Coaches, Trainers and Families Simplify Staying Active During Coronavirus Outbreak


COLUMBUS, Miss. (WCBI) — The CDC continues to spread the word of staying home in hopes of slowing down the spread of the novel coronavirus.

Many communities are taking that advice, closing schools, and non-essential businesses, such as gyms.

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However, that leaves many, whether it’s parents or student-athletes, without access to their accustomed traditional exercise.

“It’s strange,” Starkville Academy high school head baseball/softball coach Thomas Berkery said. “It puts them in a place they’re not used to. For a lot of people, they don’t really care how nice the gym is they just know it’s their place. It has the machines they’re comfortable with.”

When Berkery isn’t coaching at Starkville Academy, he runs the Starkville Swing batting cages. As a former Mississippi State Diamond Dawg and minor league player, he knows how vital consistent practice is for young athletes. That’s why Berkery has left the Starkville Swing cages open.

“It almost resembles what it’s like when you’re in pro-ball. During the off-season, your coach sends you home, and your organization sends you a packet they want you to be working on, and it’s up to you to do it. I’m sure there will be kids who slip away and get lazy on us, but a lot of our guys get after it,” Berkery said.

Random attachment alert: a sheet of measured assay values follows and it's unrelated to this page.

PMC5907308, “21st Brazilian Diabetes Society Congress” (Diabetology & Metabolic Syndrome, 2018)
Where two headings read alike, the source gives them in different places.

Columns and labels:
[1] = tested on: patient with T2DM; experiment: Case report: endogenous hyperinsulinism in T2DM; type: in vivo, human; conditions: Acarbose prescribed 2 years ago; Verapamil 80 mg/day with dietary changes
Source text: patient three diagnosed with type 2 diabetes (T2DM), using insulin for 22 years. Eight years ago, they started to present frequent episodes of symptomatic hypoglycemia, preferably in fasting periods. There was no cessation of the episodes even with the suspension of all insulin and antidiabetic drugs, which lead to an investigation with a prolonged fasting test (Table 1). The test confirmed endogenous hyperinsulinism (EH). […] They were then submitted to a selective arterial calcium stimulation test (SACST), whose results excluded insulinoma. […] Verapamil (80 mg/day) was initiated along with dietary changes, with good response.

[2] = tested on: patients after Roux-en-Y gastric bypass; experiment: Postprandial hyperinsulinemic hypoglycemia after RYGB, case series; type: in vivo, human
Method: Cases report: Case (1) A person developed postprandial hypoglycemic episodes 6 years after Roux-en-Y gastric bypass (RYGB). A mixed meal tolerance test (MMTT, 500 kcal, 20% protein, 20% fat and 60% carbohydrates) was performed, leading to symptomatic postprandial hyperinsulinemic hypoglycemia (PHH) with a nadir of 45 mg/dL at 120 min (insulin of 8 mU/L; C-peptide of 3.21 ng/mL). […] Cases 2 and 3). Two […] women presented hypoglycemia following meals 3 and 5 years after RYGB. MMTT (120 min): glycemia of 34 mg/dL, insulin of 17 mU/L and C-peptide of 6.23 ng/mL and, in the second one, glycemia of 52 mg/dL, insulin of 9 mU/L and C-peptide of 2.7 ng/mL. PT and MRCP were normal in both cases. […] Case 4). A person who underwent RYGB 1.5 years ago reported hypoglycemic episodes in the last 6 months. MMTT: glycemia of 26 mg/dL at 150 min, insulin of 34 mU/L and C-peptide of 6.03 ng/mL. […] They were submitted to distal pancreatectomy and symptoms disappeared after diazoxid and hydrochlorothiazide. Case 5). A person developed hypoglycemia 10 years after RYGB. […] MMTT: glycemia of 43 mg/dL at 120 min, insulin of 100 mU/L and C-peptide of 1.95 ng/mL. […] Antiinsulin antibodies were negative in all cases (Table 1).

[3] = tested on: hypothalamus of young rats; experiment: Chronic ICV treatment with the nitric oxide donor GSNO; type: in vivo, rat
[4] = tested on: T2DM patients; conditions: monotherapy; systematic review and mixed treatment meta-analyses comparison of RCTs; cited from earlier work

Houston head football coach Ty Hardin can relate to that. With the cancellation of spring football, Hardin has been using social media to post workouts and keep his players active.

“I know they’re probably bored at home,” Hardin said. “I know they’re going to find some way to work out and have something to do. I’ve had several kids text me saying ‘coach, I’ve knocked my workout out today. What else can I do?”

Hardin isn’t only focused on keeping his players up and moving, but also his four-year-old daughter, Evie.

One way Hardin has been doing that is by implementing the “Corona Combine,” where Evie has been showing off her 40-yard dash.

“As a football coach, during season, there’s not much time you get to spend with your family. I’m trying to use this time to create some memories you might lose in the future,” Hardin said.”

Social media has quickly become a trend and a tool for remaining active. Challenges such as the “see ten, do ten, send ten” are popping up all over social media.

“Just to see other people going through the same thing, they’re going through and pushing each other to work out is very beneficial,” physical trainer Glenn Parker said.

As a personal trainer, Parker has taken to social media to promote exercise in the home and show his clients simple movements that require no equipment.

“Squats, jumping jacks, jump rope if you have it, push-ups. There’s plenty of things you can do without equipment. I incorporate that into the workouts,” Parker said.

However, Berkery says the most straightforward exercise that families can do is merely getting outside together.

“That’s what my kids love about it. When we get out in the yard and see me running around or jumping, rolling in the mud. I think it makes it more exciting,” Berkery said.